General Motors is going all electric.
That’s what the automaker said on Monday, as it unveiled plans to roll out two new electric vehicles over the next 18 months and a total of 20 over the next six years.
“General Motors believes in an all-electric future,” said Mark Reuss, General Motors’ head of product development.
For now, though, GM isn’t saying exactly when that purely electric future will be.
GM recently launched its first mass-market electric vehicle, the Chevrolet Bolt EV, an electric mid-sized hatchback with a range of 238 miles on a charge and a starting price of about $36,000. Engineers and designers will build on GM’s electric lineup from there, the automaker said.
Not all of GM’s electric vehicles will use batteries — some will use hydrogen gas for power instead, GM said. These hydrogen fuel cell vehicles will use compressed hydrogen gas which is combined with oxygen on board the vehicle to produce electricity.
“The industry continues to slowly shift towards electric vehicles, with a majority of automakers fully jumping onboard,” said Akshay Anand, executive analyst for Kelley Blue Book. He noted that the technology is advancing quickly and that more progress is expected.
California-based Tesla was among the first to break into the market for electrical vehicles. But the Model X and the Model S are luxury vehicles with prices starting over $70,000. The company recently rolled out the bare-bones Model 3 for just $35,000, similar to the price of the Bolt, which is now available nationwide.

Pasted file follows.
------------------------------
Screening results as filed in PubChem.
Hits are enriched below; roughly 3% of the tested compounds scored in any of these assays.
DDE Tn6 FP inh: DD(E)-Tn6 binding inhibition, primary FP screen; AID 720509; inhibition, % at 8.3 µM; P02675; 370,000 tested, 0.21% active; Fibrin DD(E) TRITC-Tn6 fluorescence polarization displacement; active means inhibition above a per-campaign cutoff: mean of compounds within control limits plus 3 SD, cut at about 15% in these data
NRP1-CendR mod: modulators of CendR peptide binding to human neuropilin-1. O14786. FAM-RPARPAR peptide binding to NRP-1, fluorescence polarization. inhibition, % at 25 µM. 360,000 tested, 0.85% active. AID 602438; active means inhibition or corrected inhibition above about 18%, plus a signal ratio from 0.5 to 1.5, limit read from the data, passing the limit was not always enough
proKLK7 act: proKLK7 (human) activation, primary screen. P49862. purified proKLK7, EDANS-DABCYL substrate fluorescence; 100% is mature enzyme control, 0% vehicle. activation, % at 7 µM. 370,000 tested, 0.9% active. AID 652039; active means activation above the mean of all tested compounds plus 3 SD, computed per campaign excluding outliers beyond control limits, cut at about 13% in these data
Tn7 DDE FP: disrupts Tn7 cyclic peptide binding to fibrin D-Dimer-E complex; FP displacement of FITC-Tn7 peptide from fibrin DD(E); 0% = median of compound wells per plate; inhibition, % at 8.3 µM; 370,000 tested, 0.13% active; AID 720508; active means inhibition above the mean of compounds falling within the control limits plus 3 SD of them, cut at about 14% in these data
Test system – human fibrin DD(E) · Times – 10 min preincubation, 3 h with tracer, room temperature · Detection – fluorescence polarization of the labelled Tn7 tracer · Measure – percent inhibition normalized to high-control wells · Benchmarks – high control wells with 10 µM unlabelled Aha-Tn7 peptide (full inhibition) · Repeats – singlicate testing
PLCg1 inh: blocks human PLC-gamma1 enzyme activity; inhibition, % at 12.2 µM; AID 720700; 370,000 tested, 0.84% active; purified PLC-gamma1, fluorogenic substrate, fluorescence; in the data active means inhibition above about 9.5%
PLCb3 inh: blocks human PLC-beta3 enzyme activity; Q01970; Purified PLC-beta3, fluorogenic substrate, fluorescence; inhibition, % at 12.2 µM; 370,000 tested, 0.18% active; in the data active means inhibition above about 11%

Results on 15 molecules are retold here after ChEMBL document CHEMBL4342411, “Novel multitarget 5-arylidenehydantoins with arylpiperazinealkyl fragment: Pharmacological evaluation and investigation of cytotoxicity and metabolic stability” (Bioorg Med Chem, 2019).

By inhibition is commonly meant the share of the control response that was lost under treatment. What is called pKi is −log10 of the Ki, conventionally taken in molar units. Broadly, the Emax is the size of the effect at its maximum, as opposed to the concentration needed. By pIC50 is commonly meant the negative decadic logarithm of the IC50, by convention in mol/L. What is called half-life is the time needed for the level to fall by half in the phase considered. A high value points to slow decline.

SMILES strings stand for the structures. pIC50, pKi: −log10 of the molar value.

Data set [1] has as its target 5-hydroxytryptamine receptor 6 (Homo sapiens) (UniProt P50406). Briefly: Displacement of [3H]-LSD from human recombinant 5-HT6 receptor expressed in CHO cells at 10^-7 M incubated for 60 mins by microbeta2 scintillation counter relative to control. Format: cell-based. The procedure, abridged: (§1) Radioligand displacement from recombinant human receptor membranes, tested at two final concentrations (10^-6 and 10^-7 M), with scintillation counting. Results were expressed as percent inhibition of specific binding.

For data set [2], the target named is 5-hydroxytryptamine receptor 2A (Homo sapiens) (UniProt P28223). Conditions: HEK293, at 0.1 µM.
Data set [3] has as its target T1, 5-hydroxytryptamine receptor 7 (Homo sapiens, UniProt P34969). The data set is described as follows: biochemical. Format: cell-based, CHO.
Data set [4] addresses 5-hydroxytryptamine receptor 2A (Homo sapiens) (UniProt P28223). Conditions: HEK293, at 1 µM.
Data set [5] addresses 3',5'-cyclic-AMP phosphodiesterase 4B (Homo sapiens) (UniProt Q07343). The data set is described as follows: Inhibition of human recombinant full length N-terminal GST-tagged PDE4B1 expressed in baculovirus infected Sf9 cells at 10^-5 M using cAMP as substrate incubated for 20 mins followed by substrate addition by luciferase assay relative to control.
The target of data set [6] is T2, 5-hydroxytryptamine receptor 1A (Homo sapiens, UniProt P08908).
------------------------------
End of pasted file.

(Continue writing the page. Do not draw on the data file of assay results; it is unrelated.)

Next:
But Nissan is the overall sales leader in electric cars thanks to its far cheaper Nissan Leaf, which starts at $30,000. Nissan recently announced a redesigned version of that car, with longer range and a price that remains lower than even Tesla’s new, more accessible, Model 3.
Several other automakers, including the Volkswagen Group and the Renault-Nissan-Mitsubishi Alliance, have also recently announced plans to move towards electric cars. Renault-Nissan-Mitsubishi announced it would launch 12 new all-electric vehicles by 2022.
Volkswagen said it will have hybrid or electric versions of all of its models by 2030. It’s also creating a new all-electric sub-brand, ID, that will include a new electric version of the iconic VW microbus.